Torrey C. Brown Rail Trail History
Organized in 1828 as the Baltimore & Susquehanna Railroad, the Northern Central Railway (NCR) operated what is now the Torrey C. Brown Rail Trail until it was damaged by Tropical Storm Agnes in 1972. At its peak, the railway’s mainline extended from Canton in Baltimore to Sodus Point in Upstate New York. The railroad provided passenger and freight service to the online communities, connecting them with the cities of Baltimore, York and Harrisburg, and beyond.
As part of the massive Pennsylvania Railroad system, the railroad included 22 stops in Maryland and shipped freight and passengers between New York City, Washington, D.C. and Chicago.
Recognizing the abandoned rail line’s potential as a recreational trail, the department purchased the abandoned line between Cockeysville and the Pennsylvania Line in the early 1980s. Thanks to volunteers and a great believer and advocate for the trail, Dr. Torrey C. Brown, then secretary of the department, the first section of the Northern Central Railroad Trail opened to the public in 1984.
This is one of the oldest rail trails in the United States and is a popular recreational destination. In honor of Dr. Brown's overwhelming support for the trail, in 2007, it was renamed the Torrey C. Brown Rail Trail.
In 2015, the Torrey C. Brown Rail Trail was inducted into the Rails-to-Trails Conservancy Rail Trail Hall of Fame.
Historic Railroad Signs and Markers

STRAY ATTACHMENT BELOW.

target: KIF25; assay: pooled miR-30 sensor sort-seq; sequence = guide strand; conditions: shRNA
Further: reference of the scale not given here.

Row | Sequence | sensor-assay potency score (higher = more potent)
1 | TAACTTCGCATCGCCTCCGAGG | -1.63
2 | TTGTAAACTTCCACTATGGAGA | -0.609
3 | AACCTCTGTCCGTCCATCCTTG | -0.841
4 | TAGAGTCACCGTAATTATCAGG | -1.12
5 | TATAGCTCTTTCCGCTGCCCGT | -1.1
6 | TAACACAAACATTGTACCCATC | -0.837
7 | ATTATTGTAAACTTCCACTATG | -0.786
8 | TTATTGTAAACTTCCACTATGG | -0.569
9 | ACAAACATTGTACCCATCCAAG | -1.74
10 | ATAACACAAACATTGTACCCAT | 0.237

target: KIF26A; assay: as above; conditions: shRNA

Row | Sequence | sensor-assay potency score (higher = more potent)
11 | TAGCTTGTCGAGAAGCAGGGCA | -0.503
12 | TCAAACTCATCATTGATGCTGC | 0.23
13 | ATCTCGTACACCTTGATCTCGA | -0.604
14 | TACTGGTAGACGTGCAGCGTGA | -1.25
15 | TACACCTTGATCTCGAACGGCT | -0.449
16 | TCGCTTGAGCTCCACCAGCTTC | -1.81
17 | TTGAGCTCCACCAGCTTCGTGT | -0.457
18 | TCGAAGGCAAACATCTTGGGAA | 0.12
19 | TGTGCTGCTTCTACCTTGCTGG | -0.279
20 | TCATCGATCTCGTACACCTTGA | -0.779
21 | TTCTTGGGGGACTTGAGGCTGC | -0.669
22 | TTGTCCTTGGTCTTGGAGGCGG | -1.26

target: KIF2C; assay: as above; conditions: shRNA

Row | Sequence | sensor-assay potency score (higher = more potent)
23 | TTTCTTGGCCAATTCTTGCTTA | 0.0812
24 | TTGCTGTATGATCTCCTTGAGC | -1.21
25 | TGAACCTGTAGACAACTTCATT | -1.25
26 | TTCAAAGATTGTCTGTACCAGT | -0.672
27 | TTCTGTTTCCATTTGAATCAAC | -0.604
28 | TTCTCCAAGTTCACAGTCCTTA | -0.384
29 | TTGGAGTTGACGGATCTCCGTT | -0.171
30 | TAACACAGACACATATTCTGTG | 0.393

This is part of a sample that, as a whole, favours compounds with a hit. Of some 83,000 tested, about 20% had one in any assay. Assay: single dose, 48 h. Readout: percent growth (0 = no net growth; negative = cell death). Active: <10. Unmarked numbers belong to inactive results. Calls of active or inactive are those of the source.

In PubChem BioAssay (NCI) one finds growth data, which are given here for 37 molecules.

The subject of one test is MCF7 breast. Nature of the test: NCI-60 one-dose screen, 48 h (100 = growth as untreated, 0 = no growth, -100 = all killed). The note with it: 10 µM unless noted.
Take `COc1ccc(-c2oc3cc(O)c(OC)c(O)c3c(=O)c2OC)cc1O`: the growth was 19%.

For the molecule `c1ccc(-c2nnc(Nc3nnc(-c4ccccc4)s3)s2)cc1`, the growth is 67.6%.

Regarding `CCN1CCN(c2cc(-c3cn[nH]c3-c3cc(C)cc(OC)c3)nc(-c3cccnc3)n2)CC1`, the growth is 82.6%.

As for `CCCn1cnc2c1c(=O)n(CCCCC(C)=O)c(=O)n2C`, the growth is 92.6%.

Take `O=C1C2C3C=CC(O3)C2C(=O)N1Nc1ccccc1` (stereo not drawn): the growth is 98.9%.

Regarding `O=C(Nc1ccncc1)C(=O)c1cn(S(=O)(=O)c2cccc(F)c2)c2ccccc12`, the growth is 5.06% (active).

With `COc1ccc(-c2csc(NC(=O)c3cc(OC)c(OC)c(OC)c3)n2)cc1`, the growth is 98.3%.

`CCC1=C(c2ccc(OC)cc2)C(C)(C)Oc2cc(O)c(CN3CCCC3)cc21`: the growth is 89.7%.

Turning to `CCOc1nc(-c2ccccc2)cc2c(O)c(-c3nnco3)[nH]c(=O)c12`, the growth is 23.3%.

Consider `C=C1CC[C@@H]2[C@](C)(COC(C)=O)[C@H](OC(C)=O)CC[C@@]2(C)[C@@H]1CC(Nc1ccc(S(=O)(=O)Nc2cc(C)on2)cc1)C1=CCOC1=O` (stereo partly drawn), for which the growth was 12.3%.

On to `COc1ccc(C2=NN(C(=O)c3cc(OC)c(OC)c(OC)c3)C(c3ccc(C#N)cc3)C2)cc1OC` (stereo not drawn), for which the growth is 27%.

Evidence of the Torrey C. Brown Rail Trail’s railroad heritage is still visible today:
Whistle Posts: These white posts with the large black "W's" were installed to instruct train engineers to repeatedly sound a whistle (on steam locomotives) or air horn (on diesel-electric locomotives) as they approached a road crossing. The whistle pattern was typically two long notes, followed by a short and another long.
Mileage Markers: These white posts with black numbers painted on each side facing the trail were used to tell the engineer or other railroad workers where they were on the railroad. Facing the marker, the mileage on the right side indicates the distance to Sunbury, Pennsylvania and on the left side, the distance to the former site of the railroad’s Calvert Street Station in Baltimore.
Position Light Signals: Unique to the Pennsylvania Railroad and the Norfolk & Western Railway, these 16-foot poles topped with large disks once directed railroad traffic. Similar to modern traffic lights, these signals were controlled electronically from towers and stations. The signals notified engineers of recommended speeds or instructed them stop. Reproduction signals have been installed in several locations.